UA-31290512-1

Friday, February 19, 2016

New Zealand’s Vampires – Pests in Paradise


Nelson Lakes, New Zealand’s South Island.  This deceptively placid spot marks the point of first sandy fly invasion on Journey’s hapless land-lubbing crew.
Imagine a calm pewter-colored lake.  Gaze across its mirrored surface as you stand on its sandy bank. In the misty light, pieces of sky, rolling hills, and forest green foliage glimmer in the lake’s reflection. 

Cue to what actually happened. 

It began the same way, then ….


River adjoining Nelson Lake, New Zealand’s South Island.
Photographically, I found it irresistible. Wayne wisely stayed
in the car and indulged me while I took a quick snap.
I covered up, opened and closed the car doors quickly.
A bit scantily dressed, Wayne in his t-shirt, jeans and crocs, me in a strappy dress  stepped out of our nice toasty car to take in the stunning view at Nelson Lakes in New Zealand's lovely South Island.….

Add a little instrumental music (click here for that)….

Next, here's what unfolded (click here for video of that)….

BAM!





Placard about the sand fly at Milford Sound's Visitor Center area.
Drives home the point these rapacious pests aren't new
to New Zealand.  I envied the pioneer woman in the
vintage photo's protective veil netting.

Now you have a sense for how we felt about our introduction to “Namu” (the Maori’s affectionate-sounding name for) what's more commonly known as sand flies, black flies,  West Coast sand flies (click here for more info on New Zealand's sand flies)....

Unlike the earth-bound Godzilla, these thirsty thick winged fuggers descended upon us in cloud form.





Call these pests what you will – I call them vampires bitches in paradise.  New Zealand’s sand flies are bloodsuckers, like mosquitoes.  Also like mosquitoes, only the females suck blood.

Waggish item found on the Haast Pass backpacker lodge bulletin board.
Apparently I am not alone -- a piker even --  in dramatizing
the voraciousness of New Zealand's sand flies.
Some varieties bite in dry areas; others in wet ones.  While the mosquitoes tend to bite most between dusk and dawn, namu nips during the day, and particularly in calm cloudy weather, they feast throughout the day.

Unlike mosquitoes, sand flies offer no buzzing warning.  They just descend and bite.  For us and others we’ve talked to, we find these bites itch fiercely for a couple weeks, generally far longer than a mosquito bite, which annoys for a few days to a week and a half.

We ran quickly for cover.  The cloud followed right inside our car, just as happy to enjoy a captive buffet.  We rocketed off, opening our windows, later realizing that move simply sent the sand flies temporarily down to the floor and back toward our closed rear hatch.  Once the gravitational forces stopped, the moving feast (and we were the unwitting hosts) resumed. 

Then we figured out if we popped our wagon’s rear hatch open and drove we’d leave most of them behind.  The trick was not to lose our gear in the mean time, and close the hatch before we became dinner for a fresh invasion.

Bad as the sand flies were, the mosquitoes in Denali Alaska’s Wonder Lake win our prize for most prolific.  They entered the tour bus (no car driving allowed in most of Denali) like a hailstorm.  There’s a reason native Alaskans call ‘em the state bird.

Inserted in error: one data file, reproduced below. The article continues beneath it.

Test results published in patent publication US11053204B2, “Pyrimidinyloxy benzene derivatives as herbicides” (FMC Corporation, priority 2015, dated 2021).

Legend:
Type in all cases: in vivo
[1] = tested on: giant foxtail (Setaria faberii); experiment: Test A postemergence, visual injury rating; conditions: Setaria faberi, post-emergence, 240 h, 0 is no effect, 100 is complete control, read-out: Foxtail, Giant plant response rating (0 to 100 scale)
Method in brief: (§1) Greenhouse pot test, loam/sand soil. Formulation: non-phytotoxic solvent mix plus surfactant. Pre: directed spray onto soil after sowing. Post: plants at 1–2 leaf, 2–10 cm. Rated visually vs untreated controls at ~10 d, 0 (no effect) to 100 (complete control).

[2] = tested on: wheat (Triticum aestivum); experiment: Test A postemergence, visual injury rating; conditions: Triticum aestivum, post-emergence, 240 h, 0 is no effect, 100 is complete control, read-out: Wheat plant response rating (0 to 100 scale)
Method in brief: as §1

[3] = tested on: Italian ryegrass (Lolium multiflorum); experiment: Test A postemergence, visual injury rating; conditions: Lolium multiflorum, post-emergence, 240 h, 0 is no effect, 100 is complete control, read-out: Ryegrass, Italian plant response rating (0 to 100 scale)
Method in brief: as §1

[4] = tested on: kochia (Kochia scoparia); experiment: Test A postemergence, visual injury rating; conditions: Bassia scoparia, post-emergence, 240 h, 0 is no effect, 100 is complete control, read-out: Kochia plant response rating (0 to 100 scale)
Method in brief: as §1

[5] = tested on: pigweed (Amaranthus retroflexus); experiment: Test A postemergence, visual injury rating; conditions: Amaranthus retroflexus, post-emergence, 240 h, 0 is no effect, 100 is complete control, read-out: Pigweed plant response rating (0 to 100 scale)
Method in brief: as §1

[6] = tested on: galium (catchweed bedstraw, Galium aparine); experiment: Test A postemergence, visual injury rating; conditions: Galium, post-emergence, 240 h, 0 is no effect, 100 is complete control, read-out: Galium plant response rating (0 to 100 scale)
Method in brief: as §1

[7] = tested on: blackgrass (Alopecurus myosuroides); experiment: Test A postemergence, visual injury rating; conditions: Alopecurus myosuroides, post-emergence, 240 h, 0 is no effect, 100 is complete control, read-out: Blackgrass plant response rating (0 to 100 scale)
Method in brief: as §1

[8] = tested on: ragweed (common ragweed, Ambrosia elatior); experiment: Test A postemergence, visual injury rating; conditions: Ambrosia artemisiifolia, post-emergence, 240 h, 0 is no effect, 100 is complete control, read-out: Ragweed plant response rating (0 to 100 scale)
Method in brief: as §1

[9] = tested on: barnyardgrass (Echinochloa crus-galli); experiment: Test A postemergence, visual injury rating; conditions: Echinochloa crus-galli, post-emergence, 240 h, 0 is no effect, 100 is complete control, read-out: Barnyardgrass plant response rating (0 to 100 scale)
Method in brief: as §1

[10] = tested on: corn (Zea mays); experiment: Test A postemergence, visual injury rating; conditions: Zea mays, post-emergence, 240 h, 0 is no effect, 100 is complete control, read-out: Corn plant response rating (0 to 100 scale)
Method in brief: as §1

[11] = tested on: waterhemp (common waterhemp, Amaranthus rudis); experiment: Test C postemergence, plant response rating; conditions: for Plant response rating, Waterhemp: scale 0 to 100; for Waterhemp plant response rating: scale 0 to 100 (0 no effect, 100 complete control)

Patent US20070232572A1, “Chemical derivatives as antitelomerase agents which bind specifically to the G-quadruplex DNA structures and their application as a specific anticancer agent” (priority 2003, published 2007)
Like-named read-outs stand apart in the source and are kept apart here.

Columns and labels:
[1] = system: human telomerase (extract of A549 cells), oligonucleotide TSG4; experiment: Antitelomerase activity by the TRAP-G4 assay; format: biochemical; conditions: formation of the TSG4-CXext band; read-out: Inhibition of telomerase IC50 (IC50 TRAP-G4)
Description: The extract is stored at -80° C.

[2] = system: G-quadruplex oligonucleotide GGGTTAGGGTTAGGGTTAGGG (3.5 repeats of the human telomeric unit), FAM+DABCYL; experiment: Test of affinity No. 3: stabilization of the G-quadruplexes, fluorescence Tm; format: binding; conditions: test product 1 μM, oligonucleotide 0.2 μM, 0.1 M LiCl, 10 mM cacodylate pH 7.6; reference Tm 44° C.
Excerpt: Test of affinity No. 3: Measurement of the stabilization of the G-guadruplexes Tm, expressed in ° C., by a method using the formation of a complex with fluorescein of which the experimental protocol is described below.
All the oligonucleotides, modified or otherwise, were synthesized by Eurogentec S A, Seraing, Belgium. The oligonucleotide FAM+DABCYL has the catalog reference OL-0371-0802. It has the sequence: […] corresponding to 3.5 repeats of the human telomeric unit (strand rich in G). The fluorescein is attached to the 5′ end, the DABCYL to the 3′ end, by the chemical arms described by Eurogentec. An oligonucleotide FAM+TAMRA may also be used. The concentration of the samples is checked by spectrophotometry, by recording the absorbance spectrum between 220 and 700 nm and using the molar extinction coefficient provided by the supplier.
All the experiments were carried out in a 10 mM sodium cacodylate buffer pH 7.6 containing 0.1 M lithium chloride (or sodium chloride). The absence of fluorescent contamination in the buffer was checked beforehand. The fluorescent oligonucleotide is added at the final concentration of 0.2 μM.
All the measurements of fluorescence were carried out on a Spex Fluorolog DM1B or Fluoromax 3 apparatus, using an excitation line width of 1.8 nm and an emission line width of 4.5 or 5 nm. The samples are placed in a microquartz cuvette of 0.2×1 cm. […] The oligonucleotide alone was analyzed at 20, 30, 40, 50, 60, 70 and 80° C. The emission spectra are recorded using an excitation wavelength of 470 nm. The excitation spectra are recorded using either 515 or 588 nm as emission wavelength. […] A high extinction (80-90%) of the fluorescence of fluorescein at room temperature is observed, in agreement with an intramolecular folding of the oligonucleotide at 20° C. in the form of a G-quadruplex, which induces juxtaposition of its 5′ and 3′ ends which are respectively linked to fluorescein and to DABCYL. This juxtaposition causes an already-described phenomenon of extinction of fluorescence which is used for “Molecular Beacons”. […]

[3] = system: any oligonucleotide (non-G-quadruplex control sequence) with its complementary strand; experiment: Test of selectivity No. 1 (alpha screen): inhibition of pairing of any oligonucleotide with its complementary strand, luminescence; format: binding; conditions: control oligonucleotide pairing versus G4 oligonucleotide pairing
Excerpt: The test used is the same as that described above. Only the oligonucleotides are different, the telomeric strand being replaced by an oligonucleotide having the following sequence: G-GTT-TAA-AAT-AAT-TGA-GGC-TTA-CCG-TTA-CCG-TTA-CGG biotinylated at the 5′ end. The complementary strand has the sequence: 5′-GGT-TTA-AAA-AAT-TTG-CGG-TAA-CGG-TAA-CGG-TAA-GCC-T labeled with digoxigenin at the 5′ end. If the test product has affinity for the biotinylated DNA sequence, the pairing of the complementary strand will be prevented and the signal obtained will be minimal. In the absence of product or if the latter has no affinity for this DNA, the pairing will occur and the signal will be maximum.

Nor were the sand flies as bad as the ones that convinced even Mr. I-am-not-a-morning-person Wayne to hit the trail in Yellowstone’s Shoshone Lake at first light, as we hotfooted out of there two days early to escape the beastly blanket of hungry mosquitoes.

Still, sand flies suck, both literally and figuratively.


Wayne’s non-biting strategy is to douse himself in deet.  It keeps the bugs off him, but repels me, too.  As the food preparer who doesn’t want to spice our food with deet, I cover up with clothing instead and use less effective yet less poisonous repellents, like citronella based ones.  Mostly my hands get bitten, typically when I’m preparing supper.

If I could land anywhere, New Zealand's a pretty nifty destination.  On that the sand flies and I agree.  The Maori explanation for the reason for "Namu's" existence might amuse you; we find it apt....


When Hine-nui-te-po, the goddess of death inspected his work [Milford Sound], he feared humans would be so entranced by it beauty they would forget their mortality.  So he introduced Te Namu to remind them not to linger. – placard at Milford Sound Visitor Center.

"Home" for Journey at the moment; Riverside Marina in
Whangarei, New Zealand.  We are in an apartment while we
take the boat apart a bit and before we put her back together.
Location Location
This is a recent retrospective of our month-long New Zealand road trip, which started from North Islands, North Island, leaving Whangarei, January 10, 2016, all the way down to Bluff, New Zealand’s Southernmost South Island mainland point. We encountered sand flies only on South Island.  Nearly two weeks passed since we returned to Whangarei from our road trip, on February 7, 2016.  We've moved to Whangarei’s Riverside Marina (S35.43.674 E174.20.17) for ~4 weeks of much-needed intensive boat work before we resume cruising.

Sailing by the Numbers
Last year, between December 2014 and November 2015 we sailed from Florida USA to New Zealand, over 10,000 miles (visiting USA, Cuba, Colombia, Panama, Galapagos [Ecuador], French Polynesia, Cook Islands, American Samoa, Tonga, New Zealand).  We will resume serious cruising when cyclone season ends in ~April 2016.  We have not yet decided whether to sail to Fiji, New Caledonia, Vanuatu then Australia (~4,000 miles), or just to Australia (~1,500 miles).